Tuesday, November 15, 2011

Incredibly Stupid Plots

I was reading a list of failed government energy programs and the entry for breeder reactors reminded me of one of the dumbest plots to appear in Spider-Man. This got me to thinking about bad 1970s plots in general.

DC and marvel were a mess in the 1970s, especially Marvel. Stan Lee and the other driving forces behind the Silver Age were gone. The new generation was enthusiastic but undisciplined. Marvel was having trouble keeping an editor-in-chief. Pretty much every writer who hung around long enough got the job at some point. Most quit after less than a year. This showed up in the quality. Features were launched with A-list talent then turned over to the B-team after a month or two. Sometimes assignments were dumped on the new team with no indication of where plots were headed.

With all of this churning in assignments, deadlines were regularly missed. Most strips had at least one fill-in per year where the creative team had missed a deadline so an inventory story was run instead. These were usually poor and some were downright awful. Which brings me to one of the worst.

The Defenders was a team of marvel super-heroes. In one fill-in story, the team was captured by a frustrated chorus boy (dancer) and his tap dancing robots. Really.

After Star Wars came out and its licensed toys were a hit, Marvel began licensing its characters. Writers were encouraged to include licensed products in the comic book. So, Spider-Man got a Spider-Car. It was actually a dune buggy with tires that could stick to walls and web shooters. Even in the comic it was treated lightly. Someone offered Spider-Man some licensing money if he would build and drive a spider-car so he and the Human Torch whipped something together. Spider-Man had never driven anything besides a motor cycle before. after a few issues he lost control of the car and drive it into the East River.

But someone recovered it, outfitted it with remote control, and sent it to kill Spider-Man.

I actually saw the original art for the entire issue for sale once. It was fairly cheap, probably because it was such a bad issue.

DC had its bad stories, also. In one, Superman was traveling through time and found that the Time Trapper had arraigned it so that he could only go forward in time and so that he would age. At one point, in the far future, Superman found a burnt-out Earth being collected for recycling by two giant robots. He saved the planet from them then split it in two and welded the two halves together, side by side, with his heat vision. Then he used his super lungs to bring an atmosphere. Finally, he imported a new eco-system. Needless to say, none of this is remotely possible. Finally, Superman traveled to the end of time only to discover that time is circular so he ended back where he started.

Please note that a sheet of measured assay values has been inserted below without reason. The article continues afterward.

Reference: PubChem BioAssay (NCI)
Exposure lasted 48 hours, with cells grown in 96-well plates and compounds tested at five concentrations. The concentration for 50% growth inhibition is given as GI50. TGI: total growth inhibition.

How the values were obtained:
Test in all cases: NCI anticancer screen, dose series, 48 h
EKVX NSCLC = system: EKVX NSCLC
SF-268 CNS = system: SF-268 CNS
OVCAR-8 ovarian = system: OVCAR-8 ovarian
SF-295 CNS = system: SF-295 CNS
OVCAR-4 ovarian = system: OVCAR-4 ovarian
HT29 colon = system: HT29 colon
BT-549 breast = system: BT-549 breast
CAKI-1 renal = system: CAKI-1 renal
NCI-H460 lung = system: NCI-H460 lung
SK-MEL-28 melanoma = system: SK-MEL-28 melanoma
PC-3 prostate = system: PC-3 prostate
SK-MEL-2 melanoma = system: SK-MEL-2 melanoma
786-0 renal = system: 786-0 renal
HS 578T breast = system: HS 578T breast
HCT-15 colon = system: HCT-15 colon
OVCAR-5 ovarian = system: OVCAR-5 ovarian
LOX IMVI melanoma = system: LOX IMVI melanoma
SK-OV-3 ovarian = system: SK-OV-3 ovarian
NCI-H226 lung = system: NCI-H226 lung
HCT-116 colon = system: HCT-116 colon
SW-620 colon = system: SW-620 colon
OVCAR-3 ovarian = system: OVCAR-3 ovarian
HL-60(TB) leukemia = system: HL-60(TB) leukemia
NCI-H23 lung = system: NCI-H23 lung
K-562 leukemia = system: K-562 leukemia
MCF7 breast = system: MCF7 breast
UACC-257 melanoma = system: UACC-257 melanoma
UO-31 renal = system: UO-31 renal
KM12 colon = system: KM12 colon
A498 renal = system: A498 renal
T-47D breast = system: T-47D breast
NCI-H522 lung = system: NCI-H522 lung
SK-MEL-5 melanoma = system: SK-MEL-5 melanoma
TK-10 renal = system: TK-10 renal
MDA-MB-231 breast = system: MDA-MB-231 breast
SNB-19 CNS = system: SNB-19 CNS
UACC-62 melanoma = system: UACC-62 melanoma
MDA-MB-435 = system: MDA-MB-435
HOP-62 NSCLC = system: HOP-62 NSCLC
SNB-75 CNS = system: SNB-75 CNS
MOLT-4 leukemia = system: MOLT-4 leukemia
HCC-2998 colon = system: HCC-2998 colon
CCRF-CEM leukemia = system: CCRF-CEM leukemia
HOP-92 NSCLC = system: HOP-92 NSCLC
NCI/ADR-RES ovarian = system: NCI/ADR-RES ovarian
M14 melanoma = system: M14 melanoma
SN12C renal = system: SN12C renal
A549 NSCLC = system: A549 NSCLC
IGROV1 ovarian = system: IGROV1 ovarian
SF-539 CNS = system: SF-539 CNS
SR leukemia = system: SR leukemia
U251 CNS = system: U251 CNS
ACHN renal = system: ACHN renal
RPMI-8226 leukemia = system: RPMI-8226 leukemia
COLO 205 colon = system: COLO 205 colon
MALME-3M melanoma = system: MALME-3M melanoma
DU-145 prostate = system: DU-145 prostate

Back to Spider-Man. This next one needs a little background. In Spider-Man Annual #1, six of Spider-Man's enemies made a coordinated attack. Their first step was to kidnap Betty Brant who Spider-Man had rescued before. It just happened that Spidey's Aunt May was talking with Betty when she was kidnapped so both women were taken. Their captor, Doctor Octopus, was very polite to them and May, who must have stopped reading the paper, had no idea that he was a super-villain. Later she commented on how much nicer he was than that awful Spider-man.

That is as far as this went until Stan left the strip. His replacement, Gerry Conway, wanted to take everything to the next level, even if it meant jumping the occasional shark.

When Aunt May decided to make a little extra money by letting out a room, Doctor Octopus rented it. Then he proposed.

But, it was all a trick. Unknown to Aunt May, she had inherited a breeder reactor in Canada and Doc Ock was after that (he was a nuclear scientist, after all). He went to collect the plant, a fight ensued, the plant went critical and exploded.

Where to start? Nuclear power plants just are not privately owned, especially experimental once capable of producing plutonium. Even if they were, May would have known and had to sign a bunch of paperwork before taking possession. And where did the rich relative come from who left her the plant? Why didn't anyone ever speak of it again? As owner, May would have been involved in legal affairs for decades after a power plant exploded (which can't happen). There just isn't a single part of this story that makes sense. It was all conceived to explain why Doc Ock would want to marry a poor widow and to tie in with the newest scientific news (the breeder reactor).

While the dancing robots were really bad, that was a fill-in. This was part of a story arc that stretched over months and, presumably, had editorial approval. That's why it gets my nomination for worst story.

Friday, November 11, 2011

Bil Keane

Bil Keane, the creator of the comic strip the Family Circus, died on November 8. He was still producing strips until his death although his son Jeff had taken over a lot of the work.

When it started in 1960, the strip was called the Family Circle. The daily strip had a few characters in a circle with a dialog caption at the bottom. There was some confusion about the strip's relationship with Family Circle magazine (none) so the same was changed to the Family Circus.

While the daily strip usually only contained a few characters, the Sunday strip often featured the entire family with a barrage of word balloons. The idea was that all of the kids were talking at once.

The art in the strip had a very 60s look which continues to today. The main concession to time was the mother getting a new hairstyle in the 1980s. Only a few other things changed - the baby PJ was added, a second dog was adopted, they traded the family car in on a minivan, and the father got glasses.